10. It appears that the Record of Rights was published in February 1907 and the suit was Instituted on the 15th December 1914 i.e., more than 6 years after the publication of the Record of Bights. But the plaintiffs do not pray for correction of any entry in the Record of Bights. It is contended that a suit for declaration of title is governed by Article 120 of the Limitation Act and the cases of Mohabharat Shaha v. Abdul Hamid Khan 1 C.L.J. 73 and dhyamanand Das v. Raj Narain Das (5) are relied upon. There is also a prayer for confirmation of possession. It is unnecessary to consider whether a suit for confirmation of possession is governed by Article 120, because assuming that Article 120 applies, the plaintiffs stated that their cause of action arose when the defendants attempted to disturb the possession of the plaintiffs. The attempt at dispossession was made in 1914 (i.e., within 6 years of the suit) and the plaintiffs' case on the point has evidently been accepted by the Courts below, it is true that the entry in the Record of Bights was made more than 6 years before the suit, but the entry merely raised a presumption of correctness against the plaintiffs and they had to prove by evidence that it was incorrect. We are accordingly of opinion that the suit is not barred by limitation. The question of admissibility of Exhibits 3 to 6 in evidence arises in this case. We have already dealt with the question in Appeal No. 1380, and our decision on the point will govern this case also. The learned Pleader for the respondent pointed out that two of the documents, viz., Exhibits 3 and 4, were not executed by third parties, the executant being a co-owner of the nimhowla under which the plaintiffs claim the raiyati Jote and was, therefore, interested in the land. The Court, below will consider the point in this case, as also in Suit No. 134, if it applies to that suit.

11. Objection is also taken to the admissibility of Exhibits 1 and 2. It is found, however, that the original records are destroyed, and the copies were admitted as secondary evidence. We do not think, therefore, that there is anything in that objection.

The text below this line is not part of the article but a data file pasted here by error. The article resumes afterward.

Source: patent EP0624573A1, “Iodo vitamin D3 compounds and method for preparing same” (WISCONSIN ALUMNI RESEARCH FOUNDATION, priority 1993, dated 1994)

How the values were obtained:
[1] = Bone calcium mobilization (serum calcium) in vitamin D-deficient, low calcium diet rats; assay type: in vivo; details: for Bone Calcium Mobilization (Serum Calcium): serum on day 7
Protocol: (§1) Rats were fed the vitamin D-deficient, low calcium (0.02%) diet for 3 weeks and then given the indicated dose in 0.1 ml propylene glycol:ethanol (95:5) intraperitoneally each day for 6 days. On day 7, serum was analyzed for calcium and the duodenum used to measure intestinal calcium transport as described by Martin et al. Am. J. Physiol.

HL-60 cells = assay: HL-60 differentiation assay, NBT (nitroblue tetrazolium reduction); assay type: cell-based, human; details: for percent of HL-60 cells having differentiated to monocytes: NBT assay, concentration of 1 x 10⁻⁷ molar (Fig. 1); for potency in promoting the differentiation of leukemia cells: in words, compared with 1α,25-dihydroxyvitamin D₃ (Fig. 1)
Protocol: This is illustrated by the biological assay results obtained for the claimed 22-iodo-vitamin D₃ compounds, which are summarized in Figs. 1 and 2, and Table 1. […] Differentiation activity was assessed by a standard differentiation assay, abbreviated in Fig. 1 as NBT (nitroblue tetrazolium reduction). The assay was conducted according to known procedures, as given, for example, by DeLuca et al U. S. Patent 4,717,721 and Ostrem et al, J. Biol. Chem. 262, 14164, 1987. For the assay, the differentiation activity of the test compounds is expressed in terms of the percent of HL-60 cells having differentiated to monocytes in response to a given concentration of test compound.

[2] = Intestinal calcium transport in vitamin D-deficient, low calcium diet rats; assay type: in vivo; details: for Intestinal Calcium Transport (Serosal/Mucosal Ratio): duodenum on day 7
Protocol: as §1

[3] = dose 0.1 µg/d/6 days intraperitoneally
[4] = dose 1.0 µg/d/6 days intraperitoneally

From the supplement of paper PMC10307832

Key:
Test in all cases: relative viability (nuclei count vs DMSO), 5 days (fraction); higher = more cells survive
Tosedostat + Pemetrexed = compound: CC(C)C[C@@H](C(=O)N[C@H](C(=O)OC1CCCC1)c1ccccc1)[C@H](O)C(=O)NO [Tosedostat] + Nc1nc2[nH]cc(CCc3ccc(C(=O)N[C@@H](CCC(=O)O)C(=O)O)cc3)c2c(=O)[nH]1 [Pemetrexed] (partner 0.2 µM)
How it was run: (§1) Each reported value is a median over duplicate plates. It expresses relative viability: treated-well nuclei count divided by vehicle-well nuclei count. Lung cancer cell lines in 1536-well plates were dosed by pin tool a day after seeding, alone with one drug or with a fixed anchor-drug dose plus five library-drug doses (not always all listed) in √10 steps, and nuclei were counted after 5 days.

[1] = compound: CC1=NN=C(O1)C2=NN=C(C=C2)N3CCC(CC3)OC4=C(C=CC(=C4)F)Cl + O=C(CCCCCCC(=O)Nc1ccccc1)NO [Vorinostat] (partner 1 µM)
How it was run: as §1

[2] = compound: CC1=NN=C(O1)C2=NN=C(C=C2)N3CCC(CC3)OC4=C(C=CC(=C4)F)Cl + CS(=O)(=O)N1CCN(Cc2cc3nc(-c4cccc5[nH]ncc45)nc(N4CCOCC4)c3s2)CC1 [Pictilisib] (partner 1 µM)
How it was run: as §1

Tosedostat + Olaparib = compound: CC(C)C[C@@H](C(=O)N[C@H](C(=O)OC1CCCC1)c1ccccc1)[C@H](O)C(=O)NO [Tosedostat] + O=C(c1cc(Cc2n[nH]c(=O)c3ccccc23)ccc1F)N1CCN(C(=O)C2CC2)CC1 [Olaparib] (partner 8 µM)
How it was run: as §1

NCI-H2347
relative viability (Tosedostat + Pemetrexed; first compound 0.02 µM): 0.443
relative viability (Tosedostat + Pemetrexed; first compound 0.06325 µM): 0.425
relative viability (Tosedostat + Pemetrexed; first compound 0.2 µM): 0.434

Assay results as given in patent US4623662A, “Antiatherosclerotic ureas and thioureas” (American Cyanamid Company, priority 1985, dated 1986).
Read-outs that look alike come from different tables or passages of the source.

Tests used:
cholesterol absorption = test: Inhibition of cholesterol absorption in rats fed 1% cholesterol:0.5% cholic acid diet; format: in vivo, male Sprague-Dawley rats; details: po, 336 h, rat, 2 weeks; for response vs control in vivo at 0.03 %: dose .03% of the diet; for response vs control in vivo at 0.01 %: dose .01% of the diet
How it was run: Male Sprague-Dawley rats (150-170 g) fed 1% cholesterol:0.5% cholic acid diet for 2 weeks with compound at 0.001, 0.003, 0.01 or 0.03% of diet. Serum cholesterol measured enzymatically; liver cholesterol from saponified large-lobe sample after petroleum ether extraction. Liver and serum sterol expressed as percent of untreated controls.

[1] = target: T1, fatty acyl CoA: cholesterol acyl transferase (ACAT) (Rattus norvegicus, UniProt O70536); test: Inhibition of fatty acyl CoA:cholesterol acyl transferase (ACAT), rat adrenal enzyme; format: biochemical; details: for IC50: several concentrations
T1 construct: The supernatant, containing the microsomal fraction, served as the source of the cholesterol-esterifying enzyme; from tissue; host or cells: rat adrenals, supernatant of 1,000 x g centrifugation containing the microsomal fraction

12. The last contention is that there is no specific finding whether the land in dispute is included in the, raiyaii jote, claimed by the plaintiffs.

13. The Court of appeal below has come to the finding that the lands in suit 'were within the howlas as stated above,' and in an earlier part of the judgment it refers to the howlas, nimhowlas and raiyati as set up by the plaintiffs,' It seem, therefore, that by the words 'within the howlas as stated above,' the Court below meant to find that the lands were included within the raiyati jote set up by the plaintiffs, but it might have been made clearer, because the raiyati jote and the howlas are not co extensive, and as the case is going back, the Court below will come to a clear finding upon the point whether the lands are included within the raiyati set up by the plaintiffs. So far as the other case is construed (No. 1380), we think the finding that the lands are included in the howla is sufficient, because no raiyati jote was claimed in that case.

14. The result is that both the cases mast go back to the Appellate Court for a fresh decision upon the evidence on the record other than the documents which are inadmissible in evidence, having regard to the observations made above.

15. Costs to abide the result.